Healthy people who love life and love themselves make long-range plans. Even if everything is going fine, you need to think about one, five and ten years down the road. The point is not merely to avoid trouble, such as financial problems, but also to maximize your potential for fulfillment.
Long-range plans keep you — and your marriage — from becoming stagnant.
When evaluating (or re-evaluating) your romantic relationship, make sure your long-range goals do not conflict. Hopefully, you share compatible long-range goals. It’s not going to work, for instance, if one of you wants to have children and the other does not. It’s not going to work if one of you wants to start a business in New York City and the other wants to open a bed-and-breakfast in Hawaii.
The time to compare each other’s long-range goals is when you’re in the early stages of the relationship. If you didn’t do it back then, then that might be one of the reasons why you’re unhappy now. You might be realizing that you want one thing, and he wants another.
If no compromise is possible, then it’s time to face the reality of going your separate ways. Neither partner should have to sacrifice his most cherished goals, or basic self. The only sense in which “compromise” works is to develop a mutually agreeable plan whereby you both obtain the essence (if not every last specific detail) of your goals. No mutually agreeable plan can ever be based on a sacrifice. Marriage is not about sacrifice. More than any other human relationship, romantic love must be based on just the opposite of sacrifice: genuine fulfillment for both of the parties involved.
If your partner speaks and acts as if you should have no long-range goals — or the mere existence of them is irrelevant — then you should assert yourself. You need to ask him if he will please start to treat your goals and values as equally important, and to talk with you about them so you can determine, together, if you can work out something mutually agreeable.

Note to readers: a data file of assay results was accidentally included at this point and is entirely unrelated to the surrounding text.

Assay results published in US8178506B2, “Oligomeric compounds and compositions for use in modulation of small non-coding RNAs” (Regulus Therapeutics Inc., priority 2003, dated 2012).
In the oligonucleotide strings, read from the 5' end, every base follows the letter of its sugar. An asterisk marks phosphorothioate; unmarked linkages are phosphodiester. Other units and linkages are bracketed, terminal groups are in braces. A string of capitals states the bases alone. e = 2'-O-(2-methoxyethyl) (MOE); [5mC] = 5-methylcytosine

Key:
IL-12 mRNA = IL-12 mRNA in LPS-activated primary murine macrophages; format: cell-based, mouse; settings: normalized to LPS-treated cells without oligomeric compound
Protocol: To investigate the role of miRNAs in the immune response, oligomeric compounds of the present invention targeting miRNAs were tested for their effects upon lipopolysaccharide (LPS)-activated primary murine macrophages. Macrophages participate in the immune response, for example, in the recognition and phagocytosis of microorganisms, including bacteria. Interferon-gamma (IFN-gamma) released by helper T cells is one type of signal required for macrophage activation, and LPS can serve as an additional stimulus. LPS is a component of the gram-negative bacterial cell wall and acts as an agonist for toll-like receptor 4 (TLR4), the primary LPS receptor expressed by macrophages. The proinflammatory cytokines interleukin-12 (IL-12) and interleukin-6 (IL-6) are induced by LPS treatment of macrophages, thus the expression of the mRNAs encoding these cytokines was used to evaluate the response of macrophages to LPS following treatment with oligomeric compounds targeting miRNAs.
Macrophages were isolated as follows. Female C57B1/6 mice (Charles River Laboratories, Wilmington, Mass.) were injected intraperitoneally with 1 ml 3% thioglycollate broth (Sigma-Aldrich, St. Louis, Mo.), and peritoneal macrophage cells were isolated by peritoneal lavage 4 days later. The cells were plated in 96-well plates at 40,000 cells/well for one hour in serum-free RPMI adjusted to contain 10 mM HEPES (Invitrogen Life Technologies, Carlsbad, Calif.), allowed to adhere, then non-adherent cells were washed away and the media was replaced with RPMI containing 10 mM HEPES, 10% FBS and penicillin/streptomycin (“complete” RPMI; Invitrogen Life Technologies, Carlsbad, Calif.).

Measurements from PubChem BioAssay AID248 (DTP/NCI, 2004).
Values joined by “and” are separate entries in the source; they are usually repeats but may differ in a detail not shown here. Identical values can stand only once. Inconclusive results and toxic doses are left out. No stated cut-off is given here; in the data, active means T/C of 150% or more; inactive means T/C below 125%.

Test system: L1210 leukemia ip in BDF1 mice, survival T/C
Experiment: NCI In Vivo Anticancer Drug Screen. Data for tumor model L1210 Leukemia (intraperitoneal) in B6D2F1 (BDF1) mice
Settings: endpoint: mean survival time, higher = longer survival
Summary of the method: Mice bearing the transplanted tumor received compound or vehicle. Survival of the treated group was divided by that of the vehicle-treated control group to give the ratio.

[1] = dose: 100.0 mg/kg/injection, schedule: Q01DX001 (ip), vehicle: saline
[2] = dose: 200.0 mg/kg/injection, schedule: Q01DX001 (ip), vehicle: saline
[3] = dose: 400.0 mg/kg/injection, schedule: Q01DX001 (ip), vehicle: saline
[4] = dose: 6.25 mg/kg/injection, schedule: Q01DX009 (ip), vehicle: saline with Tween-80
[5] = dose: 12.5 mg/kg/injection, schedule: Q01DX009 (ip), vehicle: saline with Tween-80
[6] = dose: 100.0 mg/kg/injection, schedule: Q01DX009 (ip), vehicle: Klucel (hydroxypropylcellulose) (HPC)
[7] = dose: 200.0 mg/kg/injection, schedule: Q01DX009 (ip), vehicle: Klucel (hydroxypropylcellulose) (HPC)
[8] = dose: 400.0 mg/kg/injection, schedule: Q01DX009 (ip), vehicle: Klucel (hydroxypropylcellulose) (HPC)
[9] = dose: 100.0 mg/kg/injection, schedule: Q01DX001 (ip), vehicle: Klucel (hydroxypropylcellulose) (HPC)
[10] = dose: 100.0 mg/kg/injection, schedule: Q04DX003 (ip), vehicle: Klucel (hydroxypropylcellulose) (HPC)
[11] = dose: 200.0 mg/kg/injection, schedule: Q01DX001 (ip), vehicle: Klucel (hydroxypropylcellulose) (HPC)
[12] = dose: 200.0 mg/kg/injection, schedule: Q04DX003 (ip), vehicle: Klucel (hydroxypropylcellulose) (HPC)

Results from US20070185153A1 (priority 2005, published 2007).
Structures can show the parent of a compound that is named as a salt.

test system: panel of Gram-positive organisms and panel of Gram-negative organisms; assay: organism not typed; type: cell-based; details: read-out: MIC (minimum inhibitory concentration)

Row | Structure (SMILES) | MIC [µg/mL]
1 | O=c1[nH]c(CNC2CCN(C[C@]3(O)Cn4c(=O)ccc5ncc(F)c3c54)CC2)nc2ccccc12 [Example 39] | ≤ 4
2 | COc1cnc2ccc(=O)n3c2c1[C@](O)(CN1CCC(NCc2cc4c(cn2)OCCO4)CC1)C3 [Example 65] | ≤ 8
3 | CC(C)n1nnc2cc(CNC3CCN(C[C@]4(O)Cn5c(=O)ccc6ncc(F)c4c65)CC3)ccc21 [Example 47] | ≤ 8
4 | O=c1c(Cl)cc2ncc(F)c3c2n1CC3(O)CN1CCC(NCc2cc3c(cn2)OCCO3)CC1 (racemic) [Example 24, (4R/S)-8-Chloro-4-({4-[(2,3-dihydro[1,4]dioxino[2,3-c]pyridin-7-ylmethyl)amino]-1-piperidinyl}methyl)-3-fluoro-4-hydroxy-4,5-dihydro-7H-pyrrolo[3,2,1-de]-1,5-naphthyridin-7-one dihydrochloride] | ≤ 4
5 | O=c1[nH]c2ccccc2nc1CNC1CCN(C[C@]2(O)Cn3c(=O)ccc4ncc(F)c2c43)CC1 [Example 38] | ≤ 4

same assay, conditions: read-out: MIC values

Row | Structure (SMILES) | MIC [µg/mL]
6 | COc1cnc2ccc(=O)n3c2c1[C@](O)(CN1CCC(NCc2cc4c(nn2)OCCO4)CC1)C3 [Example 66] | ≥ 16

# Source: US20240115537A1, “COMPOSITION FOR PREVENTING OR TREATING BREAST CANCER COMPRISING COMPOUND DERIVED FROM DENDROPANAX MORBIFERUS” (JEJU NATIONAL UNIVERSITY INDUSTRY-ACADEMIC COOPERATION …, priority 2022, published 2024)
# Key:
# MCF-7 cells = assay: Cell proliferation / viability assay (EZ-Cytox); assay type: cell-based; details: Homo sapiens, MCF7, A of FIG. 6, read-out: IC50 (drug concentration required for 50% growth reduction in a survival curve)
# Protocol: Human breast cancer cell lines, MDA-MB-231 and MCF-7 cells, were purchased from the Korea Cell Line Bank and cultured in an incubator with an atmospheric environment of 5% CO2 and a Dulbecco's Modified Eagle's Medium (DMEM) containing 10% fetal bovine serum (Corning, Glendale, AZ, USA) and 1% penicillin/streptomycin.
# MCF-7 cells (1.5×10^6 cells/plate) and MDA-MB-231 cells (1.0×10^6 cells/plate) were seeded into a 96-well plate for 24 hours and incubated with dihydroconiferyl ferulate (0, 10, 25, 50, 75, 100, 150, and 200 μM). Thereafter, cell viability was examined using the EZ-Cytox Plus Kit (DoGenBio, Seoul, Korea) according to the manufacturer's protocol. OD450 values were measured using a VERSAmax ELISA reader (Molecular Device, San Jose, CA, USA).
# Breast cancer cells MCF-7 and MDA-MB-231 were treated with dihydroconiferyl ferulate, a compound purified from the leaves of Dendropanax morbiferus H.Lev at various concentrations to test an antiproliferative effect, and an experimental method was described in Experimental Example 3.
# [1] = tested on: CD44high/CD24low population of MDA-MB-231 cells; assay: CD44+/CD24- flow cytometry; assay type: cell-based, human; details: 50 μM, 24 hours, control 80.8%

If this still brings no change in his attitude or actions, you must face the hard truth. He’s telling you that your goals are not important. If confronted with these words, he would probably deny them. But it’s impossible not to communicate in a romantic relationship.
Actions communicate more powerfully than words.
It’s up to you to start treating your goals as important, and following through on them, with or without agreement on the part of your spouse. Having and raising children is an example of long-range plans. Mutual agreement and discussion with how family planning affects other kind of planning is essential. Don’t expect your spouse to read your mind. Don’t let yourself be a victim. And if, worst case, the marriage or relationship dissolves over long-standing and irreconcilable differences over life goals, try to keep in mind that in reality it dissolved a long time ago.
Sometimes one partner has very specific ideas about long-range plans, and the other does not. The one who does not have plans might become sincerely interested in the other partner’s plans. There’s nothing wrong with this, so long as no sacrifice was made. If you get on board with your spouse’s plans and sincerely like them, then your spouse has added to your life, by developing a life course you might not have otherwise considered, on your own.
The opposite of stagnation is innovation. Marital relationships have to remain fresh and innovative, just like any other kind of human association or relationship. To expect things to stay the same or automatically remain fresh, merely because you made a commitment to someone five or twenty years ago, is worse than naive.
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